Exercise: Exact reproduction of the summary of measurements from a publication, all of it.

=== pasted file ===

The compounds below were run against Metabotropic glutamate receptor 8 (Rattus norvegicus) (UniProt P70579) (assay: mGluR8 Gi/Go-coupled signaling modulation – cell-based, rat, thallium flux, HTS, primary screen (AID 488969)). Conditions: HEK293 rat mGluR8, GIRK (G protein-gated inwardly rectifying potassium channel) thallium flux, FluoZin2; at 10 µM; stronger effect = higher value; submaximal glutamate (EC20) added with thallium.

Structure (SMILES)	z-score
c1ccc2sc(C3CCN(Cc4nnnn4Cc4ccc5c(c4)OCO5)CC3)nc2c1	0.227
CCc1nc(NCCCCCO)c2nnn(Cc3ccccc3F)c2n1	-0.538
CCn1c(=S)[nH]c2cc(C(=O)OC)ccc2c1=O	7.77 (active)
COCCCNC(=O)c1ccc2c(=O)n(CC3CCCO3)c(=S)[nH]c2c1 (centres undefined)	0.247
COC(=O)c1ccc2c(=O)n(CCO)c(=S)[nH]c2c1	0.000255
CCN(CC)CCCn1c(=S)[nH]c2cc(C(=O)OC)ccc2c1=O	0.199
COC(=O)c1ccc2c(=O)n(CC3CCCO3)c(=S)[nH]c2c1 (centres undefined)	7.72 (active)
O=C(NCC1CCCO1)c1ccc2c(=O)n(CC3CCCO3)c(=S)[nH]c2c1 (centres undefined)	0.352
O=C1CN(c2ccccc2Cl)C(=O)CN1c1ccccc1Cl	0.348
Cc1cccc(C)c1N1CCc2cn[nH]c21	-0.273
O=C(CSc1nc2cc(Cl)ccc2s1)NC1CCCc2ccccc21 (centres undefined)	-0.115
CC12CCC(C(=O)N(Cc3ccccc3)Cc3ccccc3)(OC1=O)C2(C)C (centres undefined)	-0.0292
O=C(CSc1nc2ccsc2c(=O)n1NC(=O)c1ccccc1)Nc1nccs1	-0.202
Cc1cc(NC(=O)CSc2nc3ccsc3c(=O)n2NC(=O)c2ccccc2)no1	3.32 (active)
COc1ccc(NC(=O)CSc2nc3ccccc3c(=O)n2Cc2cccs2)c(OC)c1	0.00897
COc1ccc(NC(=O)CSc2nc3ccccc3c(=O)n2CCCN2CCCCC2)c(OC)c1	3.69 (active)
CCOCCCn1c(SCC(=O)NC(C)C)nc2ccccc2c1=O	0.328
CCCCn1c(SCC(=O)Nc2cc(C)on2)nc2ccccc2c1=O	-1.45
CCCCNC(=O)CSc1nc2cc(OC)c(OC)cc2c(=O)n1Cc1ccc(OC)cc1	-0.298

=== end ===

The compounds below were run against Metabotropic glutamate receptor 8 (Rattus norvegicus) (UniProt P70579) (assay: mGluR8 Gi/Go-coupled signaling modulation – cell-based, rat, thallium flux, HTS, primary screen (AID 488969)). Conditions: HEK293 rat mGluR8, GIRK (G protein-gated inwardly rectifying potassium channel) thallium flux, FluoZin2; at 10 µM; stronger effect = higher value; submaximal glutamate (EC20) added with thallium.

Structure (SMILES)	z-score
c1ccc2sc(C3CCN(Cc4nnnn4Cc4ccc5c(c4)OCO5)CC3)nc2c1	0.227
CCc1nc(NCCCCCO)c2nnn(Cc3ccccc3F)c2n1	-0.538
CCn1c(=S)[nH]c2cc(C(=O)OC)ccc2c1=O	7.77 (active)
COCCCNC(=O)c1ccc2c(=O)n(CC3CCCO3)c(=S)[nH]c2c1 (centres undefined)	0.247
COC(=O)c1ccc2c(=O)n(CCO)c(=S)[nH]c2c1	0.000255
CCN(CC)CCCn1c(=S)[nH]c2cc(C(=O)OC)ccc2c1=O	0.199
COC(=O)c1ccc2c(=O)n(CC3CCCO3)c(=S)[nH]c2c1 (centres undefined)	7.72 (active)
O=C(NCC1CCCO1)c1ccc2c(=O)n(CC3CCCO3)c(=S)[nH]c2c1 (centres undefined)	0.352
O=C1CN(c2ccccc2Cl)C(=O)CN1c1ccccc1Cl	0.348
Cc1cccc(C)c1N1CCc2cn[nH]c21	-0.273
O=C(CSc1nc2cc(Cl)ccc2s1)NC1CCCc2ccccc21 (centres undefined)	-0.115
CC12CCC(C(=O)N(Cc3ccccc3)Cc3ccccc3)(OC1=O)C2(C)C (centres undefined)	-0.0292
O=C(CSc1nc2ccsc2c(=O)n1NC(=O)c1ccccc1)Nc1nccs1	-0.202
Cc1cc(NC(=O)CSc2nc3ccsc3c(=O)n2NC(=O)c2ccccc2)no1	3.32 (active)
COc1ccc(NC(=O)CSc2nc3ccccc3c(=O)n2Cc2cccs2)c(OC)c1	0.00897
COc1ccc(NC(=O)CSc2nc3ccccc3c(=O)n2CCCN2CCCCC2)c(OC)c1	3.69 (active)
CCOCCCn1c(SCC(=O)NC(C)C)nc2ccccc2c1=O	0.328
CCCCn1c(SCC(=O)Nc2cc(C)on2)nc2ccccc2c1=O	-1.45
CCCCNC(=O)CSc1nc2cc(OC)c(OC)cc2c(=O)n1Cc1ccc(OC)cc1	-0.298